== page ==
“Please, sir,” says the kid at counter. “You’re making a scene.” Spittle flecking from his lips, the ketchup bottle straining in his hand, Jeremy roars out: “I’m not making a scene! You’re the one who’s making a scene! You’re making a scene by not giving me my money back! What kind of store is this?!” Nervously, his eyes darting wildly to try and find his supervisor, the kid stammers “It’s a grocery store, sir.” “No it isn’t!” cries Jeremy. “This is a fake store! That sells fake ketchup! Fake, orange, ketchup! I didn’t want orange ketchup, I wanted real ketchup! Now give me my money back!” As the kid starts to mumble something about store policy, Jeremy cuts him off to yell: “Then let me talk to your supervisor! Where are they?!” “I wish I knew, sir,” says the kid.
Brand Consistency Safeguards Ketchup Manufacturer’s Reputation
Bottle after bottle, hot dog after hot dog, customers expect ketchup to be the same shade of red. For manufacturers, that makes brand consistency an essential element of the manufacturing process. Even before taste, color will be the first impression a customer has of a ketchup product. If that ketchup is off-color, the customer is likely to notice immediately. This can cause concern among customers, even if the flavor remains the same as ever. Such a concern, even in passing, may lead to negative word of mouth as the customer tells their friends about the interesting bottle of ketchup they found. Negative word of mouth can create a negative brand impression, and may lead the original customer or their friends to select a different brand of ketchup the next time they go shopping.
The largest reason for off-color ketchup batches is poor quality tomatoes.1 As tomatoes are the primary ingredient in ketchup, their color has a great effect on the color of the final product. Tomatoes can be discolored due to a deficiency in the carotenoids lycopene or beta-carotene caused by poor growing conditions, or illnesses such as yellow shoulder disorder.2 While tomatoes should be screened before being used in ketchup, those of mediocre quality may make it past the screening process. Contamination during the manufacturing process can also cause ketchup discoloration.
Spectrophotometers Ensure Color Consistency
To ensure brand consistency, ketchup manufacturers include color quality testing in their quality assurance processes. By assessing a representative amount of their ketchup batches for color consistency, they are able to ensure that each bottle of ketchup produced will emit the same color ketchup. To accomplish this, manufacturers turn to spectrophotometers, instruments designed specifically to rapidly determine the color of solid, liquid, and ketchup objects. Spectrophotometers measure color by reflecting controlled bursts of light off objects, and collecting and analyzing the light that returns. The entire process, from inserting a sample to reading the results, takes a matter of seconds.
Spectrophotometers Outperform Human Color Observers
Human technicians are a necessary and important part of the color quality control process. They prepare the sample and the instrument, interpret the data, and decide from there the best course of action to take. However, when it comes to actually determining the color of ketchup, spectrophotometric measurements are far superior to human eyesight. These instruments are standardized, so that each spectrophotometer will return the same results across years of measurement. Unfortunately, human eyesight is not nearly as consistent year to year, or person to person. Also, spectrophotometers are able to convert color into numerical values. These values can then be compared to a predetermined standard, also expressed numerically. This allows for greater descriptive specificity and repeatability than human observers can accomplish, as humans lack the language to discern or describe colors with decimal accuracy.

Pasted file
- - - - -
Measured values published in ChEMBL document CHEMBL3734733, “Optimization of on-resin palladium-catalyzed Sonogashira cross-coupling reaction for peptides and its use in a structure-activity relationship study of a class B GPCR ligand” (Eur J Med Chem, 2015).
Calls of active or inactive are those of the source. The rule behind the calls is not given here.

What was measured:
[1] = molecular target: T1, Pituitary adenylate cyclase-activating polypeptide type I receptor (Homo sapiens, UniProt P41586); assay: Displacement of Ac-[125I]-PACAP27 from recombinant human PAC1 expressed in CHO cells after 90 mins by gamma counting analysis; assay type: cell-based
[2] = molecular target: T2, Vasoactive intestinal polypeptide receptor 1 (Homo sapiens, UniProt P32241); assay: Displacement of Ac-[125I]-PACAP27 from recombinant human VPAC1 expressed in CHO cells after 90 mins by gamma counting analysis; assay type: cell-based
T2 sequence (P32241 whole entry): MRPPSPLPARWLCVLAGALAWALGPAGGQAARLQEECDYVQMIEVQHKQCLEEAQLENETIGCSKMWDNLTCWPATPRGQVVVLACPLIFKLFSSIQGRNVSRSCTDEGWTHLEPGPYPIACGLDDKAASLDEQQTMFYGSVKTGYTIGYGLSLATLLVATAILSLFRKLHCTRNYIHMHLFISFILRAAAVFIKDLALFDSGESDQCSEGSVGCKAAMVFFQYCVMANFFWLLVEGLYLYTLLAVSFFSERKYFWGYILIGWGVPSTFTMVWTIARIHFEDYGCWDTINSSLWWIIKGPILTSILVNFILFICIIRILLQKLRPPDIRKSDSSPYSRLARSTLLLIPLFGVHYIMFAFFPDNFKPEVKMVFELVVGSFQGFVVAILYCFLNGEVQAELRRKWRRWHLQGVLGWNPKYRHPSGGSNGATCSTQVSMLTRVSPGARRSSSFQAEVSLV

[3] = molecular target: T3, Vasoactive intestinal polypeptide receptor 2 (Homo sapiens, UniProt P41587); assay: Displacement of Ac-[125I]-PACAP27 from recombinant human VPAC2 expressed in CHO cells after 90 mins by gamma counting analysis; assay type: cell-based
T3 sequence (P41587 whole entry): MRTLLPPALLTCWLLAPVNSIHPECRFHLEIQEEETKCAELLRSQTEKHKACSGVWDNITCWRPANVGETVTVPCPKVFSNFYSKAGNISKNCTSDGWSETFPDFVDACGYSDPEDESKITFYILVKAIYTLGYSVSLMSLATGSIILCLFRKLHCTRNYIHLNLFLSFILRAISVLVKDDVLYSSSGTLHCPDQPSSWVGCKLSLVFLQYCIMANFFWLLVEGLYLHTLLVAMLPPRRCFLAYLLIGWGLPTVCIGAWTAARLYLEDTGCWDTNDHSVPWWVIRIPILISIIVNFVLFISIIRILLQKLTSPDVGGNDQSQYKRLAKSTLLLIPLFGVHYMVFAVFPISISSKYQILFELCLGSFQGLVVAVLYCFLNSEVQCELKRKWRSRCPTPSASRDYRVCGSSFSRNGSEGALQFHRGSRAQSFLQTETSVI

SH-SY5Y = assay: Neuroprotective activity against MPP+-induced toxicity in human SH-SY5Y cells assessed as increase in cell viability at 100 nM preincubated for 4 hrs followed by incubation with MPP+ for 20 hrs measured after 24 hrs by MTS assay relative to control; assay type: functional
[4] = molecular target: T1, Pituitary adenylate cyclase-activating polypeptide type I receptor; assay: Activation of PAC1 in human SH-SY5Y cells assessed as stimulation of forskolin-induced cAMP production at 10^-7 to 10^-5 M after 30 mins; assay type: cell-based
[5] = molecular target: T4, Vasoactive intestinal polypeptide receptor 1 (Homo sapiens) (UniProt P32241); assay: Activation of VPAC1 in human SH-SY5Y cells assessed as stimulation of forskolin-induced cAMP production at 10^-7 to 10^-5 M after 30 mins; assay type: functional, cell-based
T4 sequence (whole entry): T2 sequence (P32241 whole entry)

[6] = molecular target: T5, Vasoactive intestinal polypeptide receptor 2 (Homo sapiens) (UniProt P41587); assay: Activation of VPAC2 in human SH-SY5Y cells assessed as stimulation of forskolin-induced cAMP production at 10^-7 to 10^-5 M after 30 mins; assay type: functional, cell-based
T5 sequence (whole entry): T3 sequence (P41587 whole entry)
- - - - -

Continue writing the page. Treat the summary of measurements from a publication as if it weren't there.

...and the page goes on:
Spectrophotometers also save labor by streamlining the documentation process. Instead of relying on paperwork filled out by quality control technicians, these instruments can store the results of their tests directly to a company’s server. This eliminates the need to record and upload quality testing data, saving time on a daily basis.
Color Flex EZ Tomato Provides Industry-Specific Data
Over our six decades of working to ensure color quality control in partnership with the food industry, HunterLab realized the need for a spectrophotometer designed specifically to measure tomato color. The ColorFlex EZ Tomato provides industry-leading color measurement accuracy and repeatability. Further, it comes equipped with industry standard tomato color scales, including the Tomato Catsup Score, (TCS), used for measuring and recording the color of ketchup. Should your company make more than one tomato product, the ColorFlex also has scales for tomato paste, tomato sauce, tomato juice, fresh tomatoes, and a range of non-tomato liquid, semi-solids, powders, and solids. Contact us to learn more about how the ColorFlex EZ Tomato can improve your ketchup manufacturing processes and help you create the highest quality products.
- “Color Quality of Tomato Products”, 2008, http://ucanr.edu/sites/zann_test/files/28712.pdf ↩
- “TACT proves accurate, user-friendly in digital image analysis of color in fruits, vegetables”, February 24, 2009, http://www2.ashs.org/pressrelease/index.php?option=com_content&view=article&id=1009:color-test-enhances-tomato-analyzer-software&catid=3:journal-of-ashs&Itemid=5 ↩
Mr. Philips has spent the last 30 years in product development and management, technical sales, marketing, and business development in several industries. Today, he is the global market development manager for HunterLab, focused on understanding customer needs, providing appropriate solutions and education, and helping to solve customer color challenges across these industries and cultures.